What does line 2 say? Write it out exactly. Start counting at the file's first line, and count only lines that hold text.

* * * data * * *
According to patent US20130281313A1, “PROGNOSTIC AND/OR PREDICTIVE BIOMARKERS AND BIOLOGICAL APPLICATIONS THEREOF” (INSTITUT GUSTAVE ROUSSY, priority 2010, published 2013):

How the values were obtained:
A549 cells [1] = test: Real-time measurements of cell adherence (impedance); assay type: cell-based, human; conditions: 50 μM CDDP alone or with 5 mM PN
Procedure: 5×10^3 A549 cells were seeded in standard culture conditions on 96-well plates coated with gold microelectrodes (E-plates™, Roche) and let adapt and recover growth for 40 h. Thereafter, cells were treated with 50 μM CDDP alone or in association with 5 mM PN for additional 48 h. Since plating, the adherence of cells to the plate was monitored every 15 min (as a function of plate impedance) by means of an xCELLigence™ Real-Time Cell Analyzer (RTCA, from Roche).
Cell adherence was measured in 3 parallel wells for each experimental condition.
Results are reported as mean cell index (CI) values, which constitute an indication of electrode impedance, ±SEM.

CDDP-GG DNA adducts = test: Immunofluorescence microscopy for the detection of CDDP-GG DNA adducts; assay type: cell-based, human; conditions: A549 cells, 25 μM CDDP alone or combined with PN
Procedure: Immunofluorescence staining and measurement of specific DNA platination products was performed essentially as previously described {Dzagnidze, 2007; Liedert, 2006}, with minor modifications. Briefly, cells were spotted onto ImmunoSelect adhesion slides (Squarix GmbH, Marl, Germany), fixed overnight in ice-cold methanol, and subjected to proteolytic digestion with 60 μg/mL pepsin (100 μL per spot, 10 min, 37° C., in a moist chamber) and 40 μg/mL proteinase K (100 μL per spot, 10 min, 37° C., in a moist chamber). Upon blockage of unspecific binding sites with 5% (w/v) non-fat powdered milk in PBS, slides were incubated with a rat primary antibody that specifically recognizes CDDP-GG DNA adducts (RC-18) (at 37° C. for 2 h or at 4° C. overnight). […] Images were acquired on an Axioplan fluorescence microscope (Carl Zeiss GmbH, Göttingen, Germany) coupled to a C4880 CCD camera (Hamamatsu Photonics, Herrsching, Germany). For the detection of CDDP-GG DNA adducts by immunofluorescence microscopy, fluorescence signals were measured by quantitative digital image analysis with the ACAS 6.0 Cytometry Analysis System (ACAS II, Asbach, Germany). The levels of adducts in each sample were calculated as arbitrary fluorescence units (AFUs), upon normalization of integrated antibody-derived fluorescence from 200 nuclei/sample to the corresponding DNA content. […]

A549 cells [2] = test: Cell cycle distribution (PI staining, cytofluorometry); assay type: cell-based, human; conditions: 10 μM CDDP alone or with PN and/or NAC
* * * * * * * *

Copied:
How the values were obtained: